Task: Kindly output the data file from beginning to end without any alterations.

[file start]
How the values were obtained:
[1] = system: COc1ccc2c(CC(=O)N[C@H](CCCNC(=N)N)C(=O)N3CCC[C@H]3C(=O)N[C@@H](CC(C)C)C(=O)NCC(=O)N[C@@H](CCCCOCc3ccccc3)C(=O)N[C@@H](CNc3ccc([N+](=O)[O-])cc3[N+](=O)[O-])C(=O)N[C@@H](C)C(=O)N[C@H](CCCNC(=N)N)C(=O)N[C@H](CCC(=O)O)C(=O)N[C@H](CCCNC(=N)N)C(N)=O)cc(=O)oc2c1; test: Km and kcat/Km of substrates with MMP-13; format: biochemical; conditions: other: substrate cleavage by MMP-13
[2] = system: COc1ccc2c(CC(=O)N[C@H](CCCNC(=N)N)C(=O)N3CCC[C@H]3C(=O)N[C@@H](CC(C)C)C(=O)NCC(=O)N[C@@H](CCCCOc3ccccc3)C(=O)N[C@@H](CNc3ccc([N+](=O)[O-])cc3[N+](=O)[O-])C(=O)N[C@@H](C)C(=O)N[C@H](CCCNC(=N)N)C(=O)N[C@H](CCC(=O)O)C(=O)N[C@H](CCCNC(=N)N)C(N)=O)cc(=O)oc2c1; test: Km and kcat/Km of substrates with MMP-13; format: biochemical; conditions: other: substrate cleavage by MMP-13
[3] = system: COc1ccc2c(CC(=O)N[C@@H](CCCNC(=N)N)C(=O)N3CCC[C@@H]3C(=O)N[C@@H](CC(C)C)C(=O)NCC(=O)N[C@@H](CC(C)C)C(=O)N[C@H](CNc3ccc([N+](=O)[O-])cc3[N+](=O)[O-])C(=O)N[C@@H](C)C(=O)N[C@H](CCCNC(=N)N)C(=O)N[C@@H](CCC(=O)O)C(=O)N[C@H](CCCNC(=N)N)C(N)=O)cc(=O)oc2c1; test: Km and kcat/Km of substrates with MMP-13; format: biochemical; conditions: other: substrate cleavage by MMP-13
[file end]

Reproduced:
How the values were obtained:
[1] = system: COc1ccc2c(CC(=O)N[C@H](CCCNC(=N)N)C(=O)N3CCC[C@H]3C(=O)N[C@@H](CC(C)C)C(=O)NCC(=O)N[C@@H](CCCCOCc3ccccc3)C(=O)N[C@@H](CNc3ccc([N+](=O)[O-])cc3[N+](=O)[O-])C(=O)N[C@@H](C)C(=O)N[C@H](CCCNC(=N)N)C(=O)N[C@H](CCC(=O)O)C(=O)N[C@H](CCCNC(=N)N)C(N)=O)cc(=O)oc2c1; test: Km and kcat/Km of substrates with MMP-13; format: biochemical; conditions: other: substrate cleavage by MMP-13
[2] = system: COc1ccc2c(CC(=O)N[C@H](CCCNC(=N)N)C(=O)N3CCC[C@H]3C(=O)N[C@@H](CC(C)C)C(=O)NCC(=O)N[C@@H](CCCCOc3ccccc3)C(=O)N[C@@H](CNc3ccc([N+](=O)[O-])cc3[N+](=O)[O-])C(=O)N[C@@H](C)C(=O)N[C@H](CCCNC(=N)N)C(=O)N[C@H](CCC(=O)O)C(=O)N[C@H](CCCNC(=N)N)C(N)=O)cc(=O)oc2c1; test: Km and kcat/Km of substrates with MMP-13; format: biochemical; conditions: other: substrate cleavage by MMP-13
[3] = system: COc1ccc2c(CC(=O)N[C@@H](CCCNC(=N)N)C(=O)N3CCC[C@@H]3C(=O)N[C@@H](CC(C)C)C(=O)NCC(=O)N[C@@H](CC(C)C)C(=O)N[C@H](CNc3ccc([N+](=O)[O-])cc3[N+](=O)[O-])C(=O)N[C@@H](C)C(=O)N[C@H](CCCNC(=N)N)C(=O)N[C@@H](CCC(=O)O)C(=O)N[C@H](CCCNC(=N)N)C(N)=O)cc(=O)oc2c1; test: Km and kcat/Km of substrates with MMP-13; format: biochemical; conditions: other: substrate cleavage by MMP-13